My over eagerness got the better of me, and I went out this evening taking some photos in the snow.
The camera in use is a Yashica FX-D Quartz, which has an electronic shutter release and LED meter.
As I should have expected, the snow built up the camera was on the tripod and, as most people would be able to predict, the camera stopped working.
Given that this camera uses a couple of button cell batteries at 1.5v each, how much damage can occur with water ingress into the top of the unit?
I'd like to say that we're not talking about a lot of water, but I just don't know. It was a pretty long exposure on a very dimly lit street, and totalled some 40 seconds or so - a lot of snow could have gotten in during that time.
The camera got very cold, and I'd hoped that the batteries just dumped a lot of energy, but they read 1.48v and 1.5v respectively so the issue is definitely the camera.
I got the batteries out as soon as I came in, and the camera is now in a sealed plastic box with about 2 cups of rice and a pack of silica gel.
I've managed to recover fluid damaged laptops and phones before using this method, but I'm not sure what sort of damage can occur when devices such as cameras are concerned.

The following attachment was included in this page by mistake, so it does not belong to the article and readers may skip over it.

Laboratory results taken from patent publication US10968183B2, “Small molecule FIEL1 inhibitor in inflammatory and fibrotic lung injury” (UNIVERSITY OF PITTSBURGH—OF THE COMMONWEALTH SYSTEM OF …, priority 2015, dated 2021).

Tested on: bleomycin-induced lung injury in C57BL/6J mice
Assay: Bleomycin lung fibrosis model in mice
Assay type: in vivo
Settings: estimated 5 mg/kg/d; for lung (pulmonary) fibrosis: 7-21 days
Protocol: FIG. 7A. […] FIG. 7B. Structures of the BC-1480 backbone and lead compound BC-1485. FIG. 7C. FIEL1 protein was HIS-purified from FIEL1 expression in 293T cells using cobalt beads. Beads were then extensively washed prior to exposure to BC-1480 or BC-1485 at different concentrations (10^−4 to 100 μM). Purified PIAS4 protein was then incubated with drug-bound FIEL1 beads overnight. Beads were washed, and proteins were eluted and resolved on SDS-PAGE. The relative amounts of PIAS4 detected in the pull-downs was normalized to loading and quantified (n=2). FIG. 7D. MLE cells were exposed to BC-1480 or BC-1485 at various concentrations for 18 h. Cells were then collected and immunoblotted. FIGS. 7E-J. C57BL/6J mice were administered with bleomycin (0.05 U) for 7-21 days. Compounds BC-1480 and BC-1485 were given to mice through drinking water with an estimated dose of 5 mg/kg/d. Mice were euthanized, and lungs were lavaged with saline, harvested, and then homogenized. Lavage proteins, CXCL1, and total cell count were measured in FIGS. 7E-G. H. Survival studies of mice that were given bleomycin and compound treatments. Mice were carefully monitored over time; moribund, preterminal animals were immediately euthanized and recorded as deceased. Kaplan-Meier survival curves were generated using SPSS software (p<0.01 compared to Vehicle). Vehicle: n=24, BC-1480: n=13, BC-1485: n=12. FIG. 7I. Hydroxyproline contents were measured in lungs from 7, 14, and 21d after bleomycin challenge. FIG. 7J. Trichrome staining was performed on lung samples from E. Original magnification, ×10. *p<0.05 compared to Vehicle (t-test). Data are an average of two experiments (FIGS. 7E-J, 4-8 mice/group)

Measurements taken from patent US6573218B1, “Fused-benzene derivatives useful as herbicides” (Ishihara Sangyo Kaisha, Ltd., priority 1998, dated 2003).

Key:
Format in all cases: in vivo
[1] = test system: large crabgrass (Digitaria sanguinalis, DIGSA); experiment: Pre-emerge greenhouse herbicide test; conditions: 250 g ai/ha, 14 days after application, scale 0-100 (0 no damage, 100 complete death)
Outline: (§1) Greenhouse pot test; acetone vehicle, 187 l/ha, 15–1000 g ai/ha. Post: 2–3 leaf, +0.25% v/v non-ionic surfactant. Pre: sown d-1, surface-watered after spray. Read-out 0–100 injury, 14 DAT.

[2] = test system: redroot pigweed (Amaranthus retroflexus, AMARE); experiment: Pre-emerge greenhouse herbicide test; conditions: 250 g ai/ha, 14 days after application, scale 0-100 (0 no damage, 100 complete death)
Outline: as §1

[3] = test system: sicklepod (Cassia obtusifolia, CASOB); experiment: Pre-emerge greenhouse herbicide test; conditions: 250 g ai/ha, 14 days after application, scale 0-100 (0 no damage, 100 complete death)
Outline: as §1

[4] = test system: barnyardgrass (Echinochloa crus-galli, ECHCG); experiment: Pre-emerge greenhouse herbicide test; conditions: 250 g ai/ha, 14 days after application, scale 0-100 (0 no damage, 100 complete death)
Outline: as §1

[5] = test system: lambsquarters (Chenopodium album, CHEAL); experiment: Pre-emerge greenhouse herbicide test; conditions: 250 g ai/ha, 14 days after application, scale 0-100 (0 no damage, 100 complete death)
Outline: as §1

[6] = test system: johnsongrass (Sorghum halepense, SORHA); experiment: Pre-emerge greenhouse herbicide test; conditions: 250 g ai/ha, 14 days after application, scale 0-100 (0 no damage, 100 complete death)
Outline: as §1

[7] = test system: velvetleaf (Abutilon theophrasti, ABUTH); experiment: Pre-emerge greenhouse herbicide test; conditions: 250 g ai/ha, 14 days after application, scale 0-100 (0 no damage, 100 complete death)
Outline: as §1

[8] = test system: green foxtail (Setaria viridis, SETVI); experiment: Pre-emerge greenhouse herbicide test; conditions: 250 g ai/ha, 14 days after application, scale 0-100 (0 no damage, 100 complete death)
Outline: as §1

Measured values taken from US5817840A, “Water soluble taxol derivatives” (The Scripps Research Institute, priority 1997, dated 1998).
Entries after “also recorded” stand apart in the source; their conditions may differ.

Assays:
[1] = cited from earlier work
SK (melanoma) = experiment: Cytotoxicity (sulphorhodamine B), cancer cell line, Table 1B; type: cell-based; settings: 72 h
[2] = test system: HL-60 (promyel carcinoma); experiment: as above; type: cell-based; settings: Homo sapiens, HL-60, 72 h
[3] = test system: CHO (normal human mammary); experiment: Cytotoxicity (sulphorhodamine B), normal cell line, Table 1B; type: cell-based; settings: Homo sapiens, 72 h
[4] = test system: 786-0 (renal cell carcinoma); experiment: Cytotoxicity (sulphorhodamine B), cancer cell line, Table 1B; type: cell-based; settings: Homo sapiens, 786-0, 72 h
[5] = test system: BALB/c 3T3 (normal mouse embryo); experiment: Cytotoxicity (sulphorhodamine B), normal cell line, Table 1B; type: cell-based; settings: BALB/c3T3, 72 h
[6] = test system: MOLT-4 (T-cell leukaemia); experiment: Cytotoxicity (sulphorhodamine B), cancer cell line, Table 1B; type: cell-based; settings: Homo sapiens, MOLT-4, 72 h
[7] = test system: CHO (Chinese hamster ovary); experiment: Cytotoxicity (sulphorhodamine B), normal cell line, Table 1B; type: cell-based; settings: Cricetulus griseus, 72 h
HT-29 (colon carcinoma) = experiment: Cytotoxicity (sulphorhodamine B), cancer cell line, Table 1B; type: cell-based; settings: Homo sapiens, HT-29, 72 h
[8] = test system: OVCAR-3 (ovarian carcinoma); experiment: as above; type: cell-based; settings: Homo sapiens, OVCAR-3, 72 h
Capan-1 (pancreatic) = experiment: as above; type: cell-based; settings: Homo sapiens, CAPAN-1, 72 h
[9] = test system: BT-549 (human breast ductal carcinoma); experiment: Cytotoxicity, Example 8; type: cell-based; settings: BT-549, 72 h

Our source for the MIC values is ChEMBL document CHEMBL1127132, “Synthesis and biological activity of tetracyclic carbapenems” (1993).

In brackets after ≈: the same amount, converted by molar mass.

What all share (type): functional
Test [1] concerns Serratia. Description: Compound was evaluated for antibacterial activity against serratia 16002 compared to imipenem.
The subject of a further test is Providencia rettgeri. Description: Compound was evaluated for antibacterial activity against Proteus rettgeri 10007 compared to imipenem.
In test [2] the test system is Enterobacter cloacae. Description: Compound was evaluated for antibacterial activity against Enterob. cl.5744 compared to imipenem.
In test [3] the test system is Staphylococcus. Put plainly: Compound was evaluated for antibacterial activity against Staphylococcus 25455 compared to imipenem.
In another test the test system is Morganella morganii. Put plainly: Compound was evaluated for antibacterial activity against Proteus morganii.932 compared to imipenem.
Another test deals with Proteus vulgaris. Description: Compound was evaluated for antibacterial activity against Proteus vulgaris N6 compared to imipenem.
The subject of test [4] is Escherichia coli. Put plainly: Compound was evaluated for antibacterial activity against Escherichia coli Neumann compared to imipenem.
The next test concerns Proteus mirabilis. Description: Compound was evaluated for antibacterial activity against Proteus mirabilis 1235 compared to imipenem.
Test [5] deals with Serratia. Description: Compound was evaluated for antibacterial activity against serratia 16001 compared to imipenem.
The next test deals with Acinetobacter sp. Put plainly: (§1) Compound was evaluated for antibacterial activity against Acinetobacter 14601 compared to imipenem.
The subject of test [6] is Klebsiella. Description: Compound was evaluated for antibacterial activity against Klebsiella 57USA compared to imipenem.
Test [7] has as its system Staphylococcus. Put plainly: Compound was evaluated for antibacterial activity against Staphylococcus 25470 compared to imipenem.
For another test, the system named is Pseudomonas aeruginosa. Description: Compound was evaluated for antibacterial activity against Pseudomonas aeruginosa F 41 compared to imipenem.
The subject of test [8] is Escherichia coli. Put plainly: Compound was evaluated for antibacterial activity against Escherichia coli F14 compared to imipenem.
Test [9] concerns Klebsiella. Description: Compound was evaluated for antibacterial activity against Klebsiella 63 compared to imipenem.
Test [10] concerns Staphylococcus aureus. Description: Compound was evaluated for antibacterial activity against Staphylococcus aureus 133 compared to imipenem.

With laptops and phones, the current from the battery (and the voltage) are reasonably high, and corrosion can occur on the surface mount components on the board, especially if water ingress isn't discovered as soon as it happens.
I'm not sure what the current draw on an older SLR is, so can't say what sort of damage could occur. Annoyingly, this camera has an elector magnetic shutter release, so I can't use it sans battery like I can with my Fujica (which I really should have taken out with me in the first place).
If anybody can shed some light onto what sort of damage I could expect to see, or even point me to a service manual for the FX-D which would help in fixing it, I'd be grateful.
I know I'm not the first person to accidentally knacker a camera from rain/snow, but I have no idea if the comparatively simple electronics in older SLRs make them easier to repair, or more likely to survive if throughly dried out.